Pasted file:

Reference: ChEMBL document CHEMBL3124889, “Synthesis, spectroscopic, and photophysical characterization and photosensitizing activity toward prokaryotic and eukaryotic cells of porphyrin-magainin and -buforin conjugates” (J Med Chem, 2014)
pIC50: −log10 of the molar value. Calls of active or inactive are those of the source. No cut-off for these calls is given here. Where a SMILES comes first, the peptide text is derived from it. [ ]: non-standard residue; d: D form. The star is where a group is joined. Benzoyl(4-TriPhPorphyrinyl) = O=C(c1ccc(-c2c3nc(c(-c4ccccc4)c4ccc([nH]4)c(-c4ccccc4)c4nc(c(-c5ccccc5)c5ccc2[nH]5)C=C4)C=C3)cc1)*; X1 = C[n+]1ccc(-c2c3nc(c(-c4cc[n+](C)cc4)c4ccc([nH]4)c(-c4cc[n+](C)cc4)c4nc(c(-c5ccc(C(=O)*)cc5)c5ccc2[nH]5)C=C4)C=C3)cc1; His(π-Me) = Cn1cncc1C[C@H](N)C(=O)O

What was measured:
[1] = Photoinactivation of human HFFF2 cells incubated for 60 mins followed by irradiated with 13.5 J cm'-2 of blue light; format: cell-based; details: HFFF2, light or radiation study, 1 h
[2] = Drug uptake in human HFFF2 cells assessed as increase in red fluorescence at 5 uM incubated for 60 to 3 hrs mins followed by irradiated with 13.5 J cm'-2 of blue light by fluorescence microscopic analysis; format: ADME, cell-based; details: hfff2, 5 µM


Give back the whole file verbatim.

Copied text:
Reference: ChEMBL document CHEMBL3124889, “Synthesis, spectroscopic, and photophysical characterization and photosensitizing activity toward prokaryotic and eukaryotic cells of porphyrin-magainin and -buforin conjugates” (J Med Chem, 2014)
pIC50: −log10 of the molar value. Calls of active or inactive are those of the source. No cut-off for these calls is given here. Where a SMILES comes first, the peptide text is derived from it. [ ]: non-standard residue; d: D form. The star is where a group is joined. Benzoyl(4-TriPhPorphyrinyl) = O=C(c1ccc(-c2c3nc(c(-c4ccccc4)c4ccc([nH]4)c(-c4ccccc4)c4nc(c(-c5ccccc5)c5ccc2[nH]5)C=C4)C=C3)cc1)*; X1 = C[n+]1ccc(-c2c3nc(c(-c4cc[n+](C)cc4)c4ccc([nH]4)c(-c4cc[n+](C)cc4)c4nc(c(-c5ccc(C(=O)*)cc5)c5ccc2[nH]5)C=C4)C=C3)cc1; His(π-Me) = Cn1cncc1C[C@H](N)C(=O)O

What was measured:
[1] = Photoinactivation of human HFFF2 cells incubated for 60 mins followed by irradiated with 13.5 J cm'-2 of blue light; format: cell-based; details: HFFF2, light or radiation study, 1 h
[2] = Drug uptake in human HFFF2 cells assessed as increase in red fluorescence at 5 uM incubated for 60 to 3 hrs mins followed by irradiated with 13.5 J cm'-2 of blue light by fluorescence microscopic analysis; format: ADME, cell-based; details: hfff2, 5 µM